You're a Wizard, Harry

And other lies computer scientists tell themselves

Here’s a game to pass the time while you’re trapped at home 10 months into a pandemic.

Pick two random pages on Wikipedia – your goal is to get from one to the other in *as few clicks as possible*. (Using the box full of links at the bottom of the page is cheating…)

For example, you can get from *Kangaroo* to *Dave Brubeck* (a jazz pianist) in just 3 clicks: Kangaroo → Match → Springfield, Massachusetts → Dave Brubeck.

There’s an online game too for those with a competitive streak.

There are over 6.2 million English Wikipedia articles, but this ecosystem is remarkably well connected. In fact, when you randomly pick two pages, there’s an 82.1% chance that you’ll be able to get from one to the other in 5 clicks or less, assuming that it’s possible in the first place.

Dont believe me? Pick any two pages here and see the shortest sequence of clicks you’d need to get between them.

*Pages which are ‘obscure’ (i.e. contain less than 20 links or are linked to by less than 20 other pages) have been excluded here for efficiency’s sake.*

The sheer volume of Wikipedia is remarkable, but also makes it challenging to analyse since it is so unwieldy. This is especially true for a task like finding a shortest sequence of clicks, as you may have to consider the entirety of Wikipedia all in one go to guarantee that you’ve found the shortest of all possible sequences.

To overcome this, we have to break the problem down.

We don’t care about every word on every Wikipedia page. Instead, we can just think about all of Wikipedia’s *links* from one page to the next.

The term for this in mathematics is a *directed graph*. In fact, any collection of ‘things’ and connections between them can be thought of as a directed graph - cross-country road networks, family trees, the electricity grid, etc.

For example, we can visualise a small group of Wikipedia pages and the links from each to the next like this:

Doing this transformation is useful for two reasons.

First, picking the right way to represent data gives us *a new way to think about the problem*. In other words, thinking about lots of dots and arrows is easier than thinking about pages upon pages of Wikipedia text.

Second, converting our obscure problem into a common mathematical format gives us access to a wealth of research and algorithms to help us solve the problem.

Researchers have spent decades developing algorithms and writing code to analyse directed graphs. They may have been designed for a completely different purpose, but they work just as well for navigating Wikipedia pages as they do for finding ancestors in a family tree, optimising trucking routes between cities, and lots of other unrelated problems, since they are all directed graphs under the hood.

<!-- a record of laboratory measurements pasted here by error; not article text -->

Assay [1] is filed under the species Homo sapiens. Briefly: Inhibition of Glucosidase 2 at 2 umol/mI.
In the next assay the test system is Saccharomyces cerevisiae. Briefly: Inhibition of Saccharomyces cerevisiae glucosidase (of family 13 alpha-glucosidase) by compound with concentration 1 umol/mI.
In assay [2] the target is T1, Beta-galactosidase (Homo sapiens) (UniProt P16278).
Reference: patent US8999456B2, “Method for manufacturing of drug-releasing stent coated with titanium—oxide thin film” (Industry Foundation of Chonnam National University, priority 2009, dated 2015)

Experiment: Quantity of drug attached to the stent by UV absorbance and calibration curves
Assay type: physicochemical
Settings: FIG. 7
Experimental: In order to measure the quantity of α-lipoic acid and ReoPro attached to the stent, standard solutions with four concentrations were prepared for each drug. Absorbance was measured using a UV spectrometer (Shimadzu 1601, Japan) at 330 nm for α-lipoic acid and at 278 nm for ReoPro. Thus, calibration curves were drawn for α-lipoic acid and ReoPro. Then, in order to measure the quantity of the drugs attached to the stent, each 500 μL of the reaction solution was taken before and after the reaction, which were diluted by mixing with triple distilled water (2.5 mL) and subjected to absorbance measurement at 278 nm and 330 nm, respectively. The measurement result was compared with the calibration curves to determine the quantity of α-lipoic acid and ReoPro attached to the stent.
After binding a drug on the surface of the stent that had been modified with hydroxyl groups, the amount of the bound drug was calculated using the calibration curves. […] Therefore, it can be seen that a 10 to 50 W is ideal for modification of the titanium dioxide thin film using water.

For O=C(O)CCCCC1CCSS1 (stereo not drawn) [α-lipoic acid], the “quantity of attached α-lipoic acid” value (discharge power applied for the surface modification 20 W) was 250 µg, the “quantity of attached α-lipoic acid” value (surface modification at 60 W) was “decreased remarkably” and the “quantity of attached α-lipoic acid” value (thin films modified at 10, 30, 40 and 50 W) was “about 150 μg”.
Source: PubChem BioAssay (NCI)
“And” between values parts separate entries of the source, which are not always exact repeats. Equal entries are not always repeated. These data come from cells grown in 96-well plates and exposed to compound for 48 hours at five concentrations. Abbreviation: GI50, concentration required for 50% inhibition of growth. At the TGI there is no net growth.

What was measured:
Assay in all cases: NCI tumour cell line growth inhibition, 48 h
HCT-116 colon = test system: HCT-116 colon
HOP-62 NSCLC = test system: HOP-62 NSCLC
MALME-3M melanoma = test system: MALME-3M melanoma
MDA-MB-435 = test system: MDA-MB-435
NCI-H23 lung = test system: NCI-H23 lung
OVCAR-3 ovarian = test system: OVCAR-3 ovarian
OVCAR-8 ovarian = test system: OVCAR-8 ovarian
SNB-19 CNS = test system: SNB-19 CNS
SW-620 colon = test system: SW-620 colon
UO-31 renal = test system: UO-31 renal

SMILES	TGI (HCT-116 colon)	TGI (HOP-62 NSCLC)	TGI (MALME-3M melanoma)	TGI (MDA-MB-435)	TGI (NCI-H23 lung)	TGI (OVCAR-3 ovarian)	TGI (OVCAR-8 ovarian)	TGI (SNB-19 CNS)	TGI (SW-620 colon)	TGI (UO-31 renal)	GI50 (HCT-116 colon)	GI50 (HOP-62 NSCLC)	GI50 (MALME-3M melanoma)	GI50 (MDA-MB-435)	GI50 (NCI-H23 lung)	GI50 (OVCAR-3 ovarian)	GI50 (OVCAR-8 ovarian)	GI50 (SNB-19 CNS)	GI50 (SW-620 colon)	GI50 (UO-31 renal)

We can use this existing knowledge to find our shortest paths and analyse our data in a whole new set of ways.

Not only is there a 82% chance that you’ll be able to get from one page to another in at most 5 clicks, there’s a **99.3% chance you’ll be able to do it in 7 clicks**, assuming that it’s possible in the first place.

The final 0.7% of paths gets pretty dicey though – in the very worst case, **48 clicks are required**. There are many starting pages that can achieve this, but only one ending page… Yes, as you’ve probably already guessed, it’s the 1948–49 FC Dinamo București season.

Why? Here’s an excerpt of the 48 glorious clicks to get there when starting at Nong Khai railway station, a railway station on the border between Thailand and Laos:

Nong Khai railway station → First Thai–Lao Friendship Bridge → Asian Highway Network → Bulgaria → PFC Levski Sofia → List of unbeaten football club seasons → 1991–92 FC Dinamo București season → 1990–91 FC Dinamo București season → … → 1952 FC Dinamo București season → 1951 FC Dinamo București season → 1950 FC Dinamo București season → 1948–49 FC Dinamo București season

Spot the pattern?

Ironically, the journey back is completely average, taking just 5 clicks:

1948–49 FC Dinamo București season → Rudolf Wetzer → Greece → Metre-gauge railway → Rail transport in Thailand → Nong Khai railway station

Another tool we can use to measure this directed graph is the *betweenness centrality* of each page. This value represents the likelihood that a page gets used in a path between two other randomly chosen pages in the graph. The higher a page’s betweenness centrality, the more central it is in the network, and the more pivotal it is to Wikipedia’s tight connectivity.

Curiously, the shortest path between pages very often involves a country. (You’ll probably notice this if you try enough pages in the search panel above.) In fact, the page for the United States is so common that some variations of the Wikipedia Game ban the page entirely.

So, if a friend ever challenges you to the Wikipedia Game, you’ll have the upper hand! All you need to do is:

- download about 20GB of Wikipedia data,
- scan through ~20 million pages to find links,
- filter out all the redirect pages and other dud pages,
- transform ~220 million links into a graph format that is actually usable, and
- use any ol’ path-finding algorithm to find a route to get you from one page to the other

In my case processing this takes about 6 hours… So you might need to stall for a while.

(Or, you could just secretly check this page and use the search panel instead…)

Analysis is current as of 20 December 2020.

It's probably worth noting that my system is far from perfect. For instance, it ignores the big boxes full of links at the bottom of most Wikipedia pages (a) because it makes the game much less interesting and (b) because they are really hard to track.

The betweenness centrality ranking is also an estimate since the exact calculation would take over a month to compute.